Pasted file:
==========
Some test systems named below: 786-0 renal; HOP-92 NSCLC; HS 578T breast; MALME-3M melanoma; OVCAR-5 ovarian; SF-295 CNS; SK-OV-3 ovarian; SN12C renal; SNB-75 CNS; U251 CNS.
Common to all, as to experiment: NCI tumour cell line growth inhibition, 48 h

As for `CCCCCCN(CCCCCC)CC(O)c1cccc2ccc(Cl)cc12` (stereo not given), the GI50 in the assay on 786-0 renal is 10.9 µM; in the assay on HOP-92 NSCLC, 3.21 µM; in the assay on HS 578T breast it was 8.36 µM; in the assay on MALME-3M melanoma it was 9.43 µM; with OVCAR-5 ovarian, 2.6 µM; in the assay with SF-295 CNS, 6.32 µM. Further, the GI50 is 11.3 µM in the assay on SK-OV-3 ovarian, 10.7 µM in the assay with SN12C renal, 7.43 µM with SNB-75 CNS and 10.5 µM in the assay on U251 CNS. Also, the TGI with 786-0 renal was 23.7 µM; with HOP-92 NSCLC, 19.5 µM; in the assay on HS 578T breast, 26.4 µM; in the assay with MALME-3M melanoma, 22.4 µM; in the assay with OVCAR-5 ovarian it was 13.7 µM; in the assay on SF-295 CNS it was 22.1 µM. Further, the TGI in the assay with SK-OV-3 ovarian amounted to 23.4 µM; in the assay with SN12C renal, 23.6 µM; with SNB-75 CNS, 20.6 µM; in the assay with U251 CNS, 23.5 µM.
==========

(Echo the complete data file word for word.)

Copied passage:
Some test systems named below: 786-0 renal; HOP-92 NSCLC; HS 578T breast; MALME-3M melanoma; OVCAR-5 ovarian; SF-295 CNS; SK-OV-3 ovarian; SN12C renal; SNB-75 CNS; U251 CNS.
Common to all, as to experiment: NCI tumour cell line growth inhibition, 48 h

As for `CCCCCCN(CCCCCC)CC(O)c1cccc2ccc(Cl)cc12` (stereo not given), the GI50 in the assay on 786-0 renal is 10.9 µM; in the assay on HOP-92 NSCLC, 3.21 µM; in the assay on HS 578T breast it was 8.36 µM; in the assay on MALME-3M melanoma it was 9.43 µM; with OVCAR-5 ovarian, 2.6 µM; in the assay with SF-295 CNS, 6.32 µM. Further, the GI50 is 11.3 µM in the assay on SK-OV-3 ovarian, 10.7 µM in the assay with SN12C renal, 7.43 µM with SNB-75 CNS and 10.5 µM in the assay on U251 CNS. Also, the TGI with 786-0 renal was 23.7 µM; with HOP-92 NSCLC, 19.5 µM; in the assay on HS 578T breast, 26.4 µM; in the assay with MALME-3M melanoma, 22.4 µM; in the assay with OVCAR-5 ovarian it was 13.7 µM; in the assay on SF-295 CNS it was 22.1 µM. Further, the TGI in the assay with SK-OV-3 ovarian amounted to 23.4 µM; in the assay with SN12C renal, 23.6 µM; with SNB-75 CNS, 20.6 µM; in the assay with U251 CNS, 23.5 µM.